(AllHipHop Features) The city of Toronto has birthed some of the biggest hit makers over the last several years. With a new breed of artists such as Drake, The Weeknd, and Tory Lanez leading the way, “The 6” has become a hotbed for finding acts likely to takeover playlists throughout North America.
It is from that creative culture comes the four-person collective known as sideways. One of the crew’s members, Shan Vincent de Paul, formally presented himself to listeners as a solo music artist with his debut album Saviors.
The 13-track LP presents a fresh progressive Hip Hop voice that is not afraid to explore the complexities of spirituality and romanticism. In addition, SVDP employs inventive visuals to further display his avant-garde take on the world.
AllHipHop.com connected with the Sri Lanka born, Toronto based virtuoso to get his thoughts on Saviors, his hometown’s musical rise, and more. Discover some of the tunes and views of Shan Vincent De Paul.
[ALSO READ: EXCLUSIVE: Sideways Crew Member Shan Vincent De Paul Premieres One-Take “Die Iconic” Video]
How does it feel to release your debut solo album?
I’m still wrapping my head around it! I’m ecstatic to share something I’ve been working on for so long, but it also feels a bit strange that it doesn’t belong to me anymore, it’s in the people’s hands now. Most of all, I just feel proud I made my debut exactly how I wanted to from top to bottom.
Why did you offer the album as a free download and as a for-purchase project?
It was just important people heard it, first and foremost. Whatever way they want to support it, that’s up to them, so I just made it available on every platform possible and let them decide. I don’t agree with this new shift that’s happening where artists are releasing exclusively with certain companies, that’s horsesh-t. If I have to subscribe to a streaming service just to listen to the album… then f-ck your album… but if it’s a good album, I’ll just torrent that sh-t. F-ck your feelings.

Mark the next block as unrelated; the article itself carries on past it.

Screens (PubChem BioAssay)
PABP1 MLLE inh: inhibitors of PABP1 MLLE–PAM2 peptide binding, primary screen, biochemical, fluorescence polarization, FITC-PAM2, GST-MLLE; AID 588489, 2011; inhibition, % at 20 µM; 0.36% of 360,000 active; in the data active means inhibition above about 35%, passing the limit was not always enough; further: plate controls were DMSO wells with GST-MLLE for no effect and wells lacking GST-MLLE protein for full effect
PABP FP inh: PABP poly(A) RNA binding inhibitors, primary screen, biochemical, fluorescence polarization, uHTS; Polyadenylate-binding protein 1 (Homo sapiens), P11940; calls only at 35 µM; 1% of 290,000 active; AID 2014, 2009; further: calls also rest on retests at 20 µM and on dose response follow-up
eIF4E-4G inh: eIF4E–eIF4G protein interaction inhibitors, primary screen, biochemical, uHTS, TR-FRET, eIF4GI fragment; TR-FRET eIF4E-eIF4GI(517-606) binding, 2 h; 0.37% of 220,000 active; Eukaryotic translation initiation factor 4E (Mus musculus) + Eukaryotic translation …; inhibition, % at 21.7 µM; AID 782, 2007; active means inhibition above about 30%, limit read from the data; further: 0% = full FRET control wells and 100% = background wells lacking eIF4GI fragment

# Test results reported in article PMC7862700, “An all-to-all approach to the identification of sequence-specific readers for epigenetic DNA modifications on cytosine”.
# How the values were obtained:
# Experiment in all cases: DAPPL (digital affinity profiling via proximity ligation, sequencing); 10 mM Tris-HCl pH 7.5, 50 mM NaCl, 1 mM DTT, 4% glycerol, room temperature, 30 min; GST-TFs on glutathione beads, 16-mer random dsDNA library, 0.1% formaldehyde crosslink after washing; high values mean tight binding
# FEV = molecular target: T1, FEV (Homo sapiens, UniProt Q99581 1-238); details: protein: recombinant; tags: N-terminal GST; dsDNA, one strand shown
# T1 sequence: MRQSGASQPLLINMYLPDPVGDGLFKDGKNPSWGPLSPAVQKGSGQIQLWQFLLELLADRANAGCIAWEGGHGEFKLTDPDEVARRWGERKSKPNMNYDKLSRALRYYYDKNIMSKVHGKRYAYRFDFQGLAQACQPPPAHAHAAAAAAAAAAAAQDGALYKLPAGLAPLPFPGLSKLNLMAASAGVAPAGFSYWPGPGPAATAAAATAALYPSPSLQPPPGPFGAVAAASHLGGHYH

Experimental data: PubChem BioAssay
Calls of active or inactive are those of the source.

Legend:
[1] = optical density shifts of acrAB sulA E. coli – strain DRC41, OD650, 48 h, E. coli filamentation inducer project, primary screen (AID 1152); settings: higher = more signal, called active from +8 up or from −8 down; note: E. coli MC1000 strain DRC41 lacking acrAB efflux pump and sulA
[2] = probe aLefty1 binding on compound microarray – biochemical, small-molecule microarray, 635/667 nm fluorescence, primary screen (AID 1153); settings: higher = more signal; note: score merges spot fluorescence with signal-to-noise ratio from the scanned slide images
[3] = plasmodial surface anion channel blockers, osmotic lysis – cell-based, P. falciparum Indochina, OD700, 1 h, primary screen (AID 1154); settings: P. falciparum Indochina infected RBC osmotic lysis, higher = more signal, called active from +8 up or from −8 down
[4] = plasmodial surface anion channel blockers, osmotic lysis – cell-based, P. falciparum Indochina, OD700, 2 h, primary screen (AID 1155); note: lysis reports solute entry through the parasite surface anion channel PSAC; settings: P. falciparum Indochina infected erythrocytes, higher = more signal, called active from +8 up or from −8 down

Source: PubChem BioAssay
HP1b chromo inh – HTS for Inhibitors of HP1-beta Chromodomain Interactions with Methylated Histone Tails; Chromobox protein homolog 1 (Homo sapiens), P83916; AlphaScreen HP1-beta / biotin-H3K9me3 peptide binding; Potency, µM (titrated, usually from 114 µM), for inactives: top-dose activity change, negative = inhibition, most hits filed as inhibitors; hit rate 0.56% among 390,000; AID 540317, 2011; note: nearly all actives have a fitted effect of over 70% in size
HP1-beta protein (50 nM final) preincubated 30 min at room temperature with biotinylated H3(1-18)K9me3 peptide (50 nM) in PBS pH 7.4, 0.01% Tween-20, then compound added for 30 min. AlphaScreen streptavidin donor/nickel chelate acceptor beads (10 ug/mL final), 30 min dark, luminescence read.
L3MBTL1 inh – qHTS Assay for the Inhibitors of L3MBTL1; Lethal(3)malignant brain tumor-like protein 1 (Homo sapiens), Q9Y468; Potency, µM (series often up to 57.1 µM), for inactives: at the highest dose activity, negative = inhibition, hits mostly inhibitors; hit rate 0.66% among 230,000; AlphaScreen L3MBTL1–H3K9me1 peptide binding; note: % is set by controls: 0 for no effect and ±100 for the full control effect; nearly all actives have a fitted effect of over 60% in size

Can you explain your thoughts behind the religious/spiritual references made throughout the album?
That’s something that’s always been inherent in my art and music. I’m not religious, so a lot of it is just me trying to figure out my own relationship with god and spirituality. It’s an ongoing conversation. I’m trying to touch on spirituality and religion in a more honest way than just presenting it as something positive all the time. I want to present both sides – the extreme darkness and the light that follows. I was brought up in a Catholic household, so church and religion were always a big part of my life, but I didn’t agree with a lot of it. So the music is me figuring out religion and spirituality on my own terms.
What’s the significance of the album’s cover art?
That’s an image that’s been floating in my mind since I started writing the project. It took about four attempts to get it right, but it turned out exactly how I envisioned it. As for the significance, I’ll leave that up to the audience as to how they want to read it. It’s a pretty loaded image, but once you soak in the album from beginning to end, it’ll make a lot more sense.
What was it like filming the “Buggin” video?
Fun as hell. I mean how often can you f-ck on camera and pass it off as a music video? It was my take on doing something super-sexual but keeping it tasteful. How do I show everything and nothing at the same time? That’s what I was trying to do.
How did the sideways crew come together?
The sideways crew had already been formed when I joined them. Coleman Hell released a project called Stake Raving that La+ch, Michah, and Stretch worked on, and that was the genesis of the crew. I had met them in their hometown in Thunder Bay several years prior, so when they moved to Toronto and put out that project, I reached out and we just clicked immediately. La+ch and I worked on a few songs for the album, but that eventually led to him working on the whole project which led to me getting on board with sideways.
The Toronto music scene seems to be experiencing a strong global presence right now. What are your thoughts on the city’s musical movement at the moment?
I’m proud. It’s long overdue for Toronto. We got some of the best artists in the world and for people to finally realize that is amazing. I feel for a long time we were counted out. It was always about NY, LA, Atlanta, Chicago etc. Now, not only are we in the conversation, we’re easily in the top three. The six baby!
Stream Saviors below.
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